Union Enclaves along the Confederate Coast
COMBINED OPERATIONS BY THE U.S. ARMY AND THE U.S. Navy seized several important points along the coast of the new Confederate States of America. Many people North and South thought that these locations would be springboards for the deep penetration of the Southern interior. Along the Carolina coast, a tenacious Confederate defense never allowed the Union forces to move more than a few miles from the ocean. A series of fevers and illnesses assisted the Confederate defense. The Northern force in New Orleans feared that yellow fever, the stranger's disease, might threaten their occupation.
The initial Union landings were made on .Roanoke Island, North Carolina. Surgeon Frederick S. Wells of the 9th New Jersey was drowned on 15 January 1862 while attempting to rescue food from a foundering boat for his starving regiment.1 From Roanoke Island, Union forces moved to take Newbern, North Carolina.2 The Yankee troops, made up of New England regiments, settled down for a long occupation.
A hospital was built as a local support facility. Stanley General Hospital, named in honor of Edward Stanley, the Union military governor of North Carolina, was located in several buildings in the center of Newbern. In addition, several wooden pavilions were constructed. The total hospital system contained 520 beds. The surgeon-in-chief, J. Baxter Upham, was proud to report that all the buildings that made up the hospital allowed the circulation of air required by Surgeon General Hammond's order. In a directive dated 24 November 1862, Hammond had ordered that hospitals in existing buildings should have twelve hundred cubic feet of space per patient; in a pavilion hospital building with better ventilation, six hundred cubic feet of space was required. Stanley General Hospital was manned by six surgeons and by nurses from the Sisters of Mercy Convent of New York.3 As always, the U.S. Sanitary Commission was present to assist the medical support of the Union troops.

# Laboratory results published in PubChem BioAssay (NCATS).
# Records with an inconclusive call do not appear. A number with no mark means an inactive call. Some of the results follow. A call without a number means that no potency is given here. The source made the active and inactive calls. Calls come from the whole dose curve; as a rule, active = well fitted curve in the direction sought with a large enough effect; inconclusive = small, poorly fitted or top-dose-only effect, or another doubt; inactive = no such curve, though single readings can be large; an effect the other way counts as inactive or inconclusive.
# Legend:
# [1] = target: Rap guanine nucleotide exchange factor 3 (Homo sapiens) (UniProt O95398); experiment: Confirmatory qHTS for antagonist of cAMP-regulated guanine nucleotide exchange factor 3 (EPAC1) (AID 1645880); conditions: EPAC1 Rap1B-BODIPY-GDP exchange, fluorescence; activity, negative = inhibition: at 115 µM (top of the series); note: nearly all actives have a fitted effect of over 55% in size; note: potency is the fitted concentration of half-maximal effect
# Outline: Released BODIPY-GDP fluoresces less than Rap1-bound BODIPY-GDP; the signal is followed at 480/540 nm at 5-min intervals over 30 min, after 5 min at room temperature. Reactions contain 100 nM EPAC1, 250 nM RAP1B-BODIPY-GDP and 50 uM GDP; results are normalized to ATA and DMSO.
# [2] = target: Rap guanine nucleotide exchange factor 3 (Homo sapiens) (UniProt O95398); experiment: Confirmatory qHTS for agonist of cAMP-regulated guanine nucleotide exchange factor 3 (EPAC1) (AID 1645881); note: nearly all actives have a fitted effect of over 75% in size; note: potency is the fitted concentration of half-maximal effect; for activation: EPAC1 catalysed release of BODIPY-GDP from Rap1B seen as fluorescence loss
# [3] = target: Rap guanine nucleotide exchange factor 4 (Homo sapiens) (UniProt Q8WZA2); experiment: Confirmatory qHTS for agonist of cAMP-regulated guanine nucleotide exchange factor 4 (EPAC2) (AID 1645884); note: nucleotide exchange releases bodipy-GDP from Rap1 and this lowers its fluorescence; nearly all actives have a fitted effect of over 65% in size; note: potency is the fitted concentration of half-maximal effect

Almost as soon as the hospital was completed, a strange and deadly illness afflicted the Newbern garrison. Young men were seized with pain in the head, back, and legs. Within a day, they were bedridden, usually lying on one side and groaning continuously. Vomiting, delirium, and small red spots over the skin presaged death. The majority of the afflicted were under twenty-one years old. Most went from complete health to death in less than four days.4
To better understand this strange and deadly affliction, the Union physicians performed autopsies. If the disease had killed in just a day or two, the brain was covered with a thin film of creamy material. Soldiers who had survived for several days before succumbing to this terrible illness showed an increased amount of this sticky substance; it had spread over the entire brain and even surrounded the spinal cord. The symptoms and the autopsy findings identified the disease: epidemic spinal meningitis.
The deadly disease continued to afflict both troops and local civilians, especially children, for several days, but then it disappeared as mysteriously as it had come. Dr. Isaac F. Galloupe, the surgeon of the 17th Massachusetts,